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People in Deserts: An Overview

People have lived in and around deserts since time immemorial where their activities and use of natural resources have been, and are, governed by the basic parameters defining all deserts. Rainfall, essential for growth and reproduction of plants and animals, for grazing and for agriculture, is a central factor. High temperatures and strong winds also influence people's use of deserts. Adaptations of people to these elements are different, mainly in degree but not in kind, from those of other animals and of plants. People have relatively few morphological and physiological adaptations with a predominance of behavioural, cultural and technological adaptations. People have used a variety of approaches to live in deserts and continue unusual innovations.

Although limited, the same physiological principles governing, for example, heat exchange in animals and plants pertain to human thermoregulation (Louw and Seely 1982). Humans, unlike many large mammals, do not pant in response to heat. Instead, humans sweat profusely and no other animal sweats as efficiently to support evaporative cooling. People can produce up to 4.2 litres of sweat per hour if well acclimated. Surprisingly, many people under hot conditions undergo considerable dehydration before drinking to replace lost body fluids. Heat stress, from increased body temperatures exacerbated by dehydration, may range from temporary loss of consciousness to stoppage of sweating, circulatory failure and death. Overall, key factors supporting humans in deserts are an adequate supply of water and shelter from the sun's direct rays.

Meagre physiological adaptations of people to deserts are more than adequately augmented by behavioural, cultural and technological adaptations. People are able to thrive in deserts simply by modifying their micro-environment. These modifications range from using natural shelters, for example caves or shade trees, to using appropriate clothing, to construction of dwellings and use of air conditioning. Behavioural, cultural and technological adaptations have evolved to ensure adequate food, water and shelter. The result of these adaptations has led to three major inter-related livelihoods: hunting and gathering, domestic livestock herding, and irrigated agriculture. While all these lifestyles are being practiced today, most have been extensively altered by modern technology.

Before describing traditional ways of resource use and management, brief consideration will be given to general aspects of people living in deserts. Protection from extreme heat and extreme cold is an important design consideration for desert clothing. Bedouin robes of light wool are considered to be an excellent compromise (Louw and Seely 1982). Evaporative water loss can be reduced by about one-third and heat gain by 55 per cent by wearing appropriate, loose-fitting clothing. Although white clothing will reflect solar radiation in the visible range, black or white clothes ensure the same body surface temperature. Nevertheless, two peoples living in deserts are known for wearing little clothing, the San people of southern Africa and the Aborigines of Australia (Biesele 1994, Bindon 1994).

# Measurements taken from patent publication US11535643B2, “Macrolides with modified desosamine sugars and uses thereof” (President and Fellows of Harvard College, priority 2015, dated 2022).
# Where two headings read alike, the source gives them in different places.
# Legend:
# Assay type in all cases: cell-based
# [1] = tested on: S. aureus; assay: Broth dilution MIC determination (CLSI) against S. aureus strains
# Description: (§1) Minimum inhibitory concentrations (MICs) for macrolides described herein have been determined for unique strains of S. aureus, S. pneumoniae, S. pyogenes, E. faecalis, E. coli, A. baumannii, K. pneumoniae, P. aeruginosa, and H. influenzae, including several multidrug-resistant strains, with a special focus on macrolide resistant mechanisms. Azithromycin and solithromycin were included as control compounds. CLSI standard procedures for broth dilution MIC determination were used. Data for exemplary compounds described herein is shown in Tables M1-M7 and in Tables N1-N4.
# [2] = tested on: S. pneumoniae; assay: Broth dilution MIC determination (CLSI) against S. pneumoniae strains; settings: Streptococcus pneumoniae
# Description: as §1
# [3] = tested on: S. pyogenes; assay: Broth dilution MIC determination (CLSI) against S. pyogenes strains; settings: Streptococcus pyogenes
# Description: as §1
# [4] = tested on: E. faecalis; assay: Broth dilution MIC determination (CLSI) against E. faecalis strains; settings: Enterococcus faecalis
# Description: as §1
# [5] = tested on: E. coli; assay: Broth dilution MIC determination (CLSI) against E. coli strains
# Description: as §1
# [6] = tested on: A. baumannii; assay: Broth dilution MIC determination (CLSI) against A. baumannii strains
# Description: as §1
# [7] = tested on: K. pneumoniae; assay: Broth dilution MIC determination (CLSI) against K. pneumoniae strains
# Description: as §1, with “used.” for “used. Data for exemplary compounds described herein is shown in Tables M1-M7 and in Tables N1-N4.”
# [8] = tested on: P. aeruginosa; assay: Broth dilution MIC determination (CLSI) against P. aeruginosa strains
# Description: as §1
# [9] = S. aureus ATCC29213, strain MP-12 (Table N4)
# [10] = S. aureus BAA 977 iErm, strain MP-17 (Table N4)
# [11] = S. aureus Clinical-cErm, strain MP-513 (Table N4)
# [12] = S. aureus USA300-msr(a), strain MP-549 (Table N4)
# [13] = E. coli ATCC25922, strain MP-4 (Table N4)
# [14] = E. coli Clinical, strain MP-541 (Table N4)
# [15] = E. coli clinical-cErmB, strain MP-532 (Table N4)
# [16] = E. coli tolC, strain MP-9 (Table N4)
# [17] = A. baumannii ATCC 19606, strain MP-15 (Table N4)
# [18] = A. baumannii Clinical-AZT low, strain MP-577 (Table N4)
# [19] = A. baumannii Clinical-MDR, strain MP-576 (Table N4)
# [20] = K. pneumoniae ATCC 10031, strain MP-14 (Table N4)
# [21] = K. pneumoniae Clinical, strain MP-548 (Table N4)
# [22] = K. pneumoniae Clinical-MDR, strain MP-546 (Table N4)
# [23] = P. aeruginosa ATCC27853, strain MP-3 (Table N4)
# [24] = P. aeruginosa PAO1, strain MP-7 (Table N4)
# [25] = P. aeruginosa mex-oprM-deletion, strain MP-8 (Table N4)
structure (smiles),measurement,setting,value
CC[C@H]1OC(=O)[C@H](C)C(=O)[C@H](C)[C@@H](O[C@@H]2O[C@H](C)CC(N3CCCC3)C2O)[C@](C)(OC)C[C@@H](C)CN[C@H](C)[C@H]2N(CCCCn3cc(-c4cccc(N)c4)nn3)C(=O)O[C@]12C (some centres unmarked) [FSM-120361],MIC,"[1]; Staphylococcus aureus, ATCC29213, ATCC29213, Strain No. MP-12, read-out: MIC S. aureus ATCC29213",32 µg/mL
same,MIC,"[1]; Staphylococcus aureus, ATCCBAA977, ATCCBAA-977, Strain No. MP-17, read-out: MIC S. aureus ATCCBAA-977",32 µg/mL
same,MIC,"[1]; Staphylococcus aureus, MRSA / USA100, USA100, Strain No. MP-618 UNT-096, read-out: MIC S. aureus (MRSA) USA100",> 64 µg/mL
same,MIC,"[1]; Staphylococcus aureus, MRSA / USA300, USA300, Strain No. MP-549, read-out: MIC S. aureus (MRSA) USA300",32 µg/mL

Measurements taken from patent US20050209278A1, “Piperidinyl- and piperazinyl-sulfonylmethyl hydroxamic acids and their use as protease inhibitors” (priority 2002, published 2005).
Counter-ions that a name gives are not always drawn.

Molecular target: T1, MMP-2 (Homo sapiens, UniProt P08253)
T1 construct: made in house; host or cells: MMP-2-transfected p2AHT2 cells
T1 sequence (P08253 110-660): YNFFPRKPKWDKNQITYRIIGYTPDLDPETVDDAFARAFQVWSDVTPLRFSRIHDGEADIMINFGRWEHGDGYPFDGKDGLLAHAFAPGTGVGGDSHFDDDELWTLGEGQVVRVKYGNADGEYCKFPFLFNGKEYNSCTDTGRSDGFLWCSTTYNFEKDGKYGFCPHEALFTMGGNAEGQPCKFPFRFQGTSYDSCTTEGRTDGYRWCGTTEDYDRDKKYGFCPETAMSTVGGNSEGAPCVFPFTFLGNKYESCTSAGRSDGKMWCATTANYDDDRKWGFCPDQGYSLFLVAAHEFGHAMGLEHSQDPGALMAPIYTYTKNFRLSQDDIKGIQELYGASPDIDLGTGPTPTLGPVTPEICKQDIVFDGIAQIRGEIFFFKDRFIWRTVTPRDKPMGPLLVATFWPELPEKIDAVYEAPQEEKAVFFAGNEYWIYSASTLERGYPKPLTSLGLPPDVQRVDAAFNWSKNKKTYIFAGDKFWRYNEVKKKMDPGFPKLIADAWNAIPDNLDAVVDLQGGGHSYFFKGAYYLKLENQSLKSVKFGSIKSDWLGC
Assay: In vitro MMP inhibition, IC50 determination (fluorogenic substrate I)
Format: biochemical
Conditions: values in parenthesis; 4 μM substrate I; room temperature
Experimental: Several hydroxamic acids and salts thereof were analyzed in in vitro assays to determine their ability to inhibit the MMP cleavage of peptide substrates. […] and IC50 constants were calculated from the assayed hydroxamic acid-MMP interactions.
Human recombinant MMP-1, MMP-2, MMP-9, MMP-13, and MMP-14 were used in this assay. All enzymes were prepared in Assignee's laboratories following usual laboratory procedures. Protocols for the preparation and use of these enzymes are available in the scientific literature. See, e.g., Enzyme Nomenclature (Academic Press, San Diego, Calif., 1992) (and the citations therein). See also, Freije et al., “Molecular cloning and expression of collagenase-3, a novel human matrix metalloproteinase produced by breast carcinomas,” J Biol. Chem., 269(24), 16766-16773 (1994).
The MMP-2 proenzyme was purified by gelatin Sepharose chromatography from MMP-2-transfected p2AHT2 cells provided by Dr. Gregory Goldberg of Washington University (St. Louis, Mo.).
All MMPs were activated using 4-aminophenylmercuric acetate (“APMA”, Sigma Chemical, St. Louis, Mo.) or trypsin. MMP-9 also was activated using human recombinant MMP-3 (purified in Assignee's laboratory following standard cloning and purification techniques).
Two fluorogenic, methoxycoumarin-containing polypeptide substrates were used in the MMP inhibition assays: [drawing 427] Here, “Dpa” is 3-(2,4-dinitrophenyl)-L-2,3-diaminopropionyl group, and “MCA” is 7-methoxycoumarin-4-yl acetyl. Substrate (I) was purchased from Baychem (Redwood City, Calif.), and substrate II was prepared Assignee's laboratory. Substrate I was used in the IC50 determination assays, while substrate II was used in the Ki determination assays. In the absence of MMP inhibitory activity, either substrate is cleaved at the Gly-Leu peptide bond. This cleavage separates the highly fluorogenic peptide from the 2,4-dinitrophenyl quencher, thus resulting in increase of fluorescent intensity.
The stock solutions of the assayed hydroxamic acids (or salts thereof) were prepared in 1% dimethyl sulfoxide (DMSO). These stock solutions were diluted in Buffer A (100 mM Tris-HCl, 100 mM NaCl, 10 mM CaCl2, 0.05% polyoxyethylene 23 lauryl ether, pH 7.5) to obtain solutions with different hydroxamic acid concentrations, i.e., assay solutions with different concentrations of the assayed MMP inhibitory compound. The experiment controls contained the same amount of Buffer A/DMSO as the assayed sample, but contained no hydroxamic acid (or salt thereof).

Diet presents another aspect for consideration in hot deserts although basic requirements for highquality protein, vitamins, minerals and sufficient energy naturally apply (Louw and Seely 1982). Adequate water intake is of primary importance and, contrary to popular opinion, the normal amount of salt used for flavouring meals is sufficient. Very high protein intakes are undesirable. If present in sufficient quantities, the traditional diet of West Asia, based on low-protein cereal grains and protein-rich leguminous seeds and featuring tea and coffee while excluding alcohol, fulfils most theoretical criteria for an appropriate diet in deserts.

Heat and aridity also are important in terms of housing. The physical principles governing the design of permanent desert dwellings are well-known. Thick walls and small windows protect from the day's heat but do not allow for cool air circulation in the often still night hours. In many areas, this leads to people sleeping outdoors or on the roof. Strong winds are also a consideration. These winds go by many names in different parts of the globe: the Santa Ana in California, the föhn in the Swiss Alps and the zonda in Argentina. People, other animals and plants must deal with the increased evaporation and very low humidity of these winds. Moreover, solid edifices are not available to many desert dwellers, and other adaptations, for example low tents or transportable Mongolian ger, suffice while addressing the frequent occurrence of strong winds in addition to heat and aridity (for example, Flegg 1993).

This chapter will examine past and present livelihoods of people living in deserts, and their ever-changing relationships to available natural resources in these lands of scarce and unreliable rainfall, abundant sunshine, high temperatures and strong winds.

 

 
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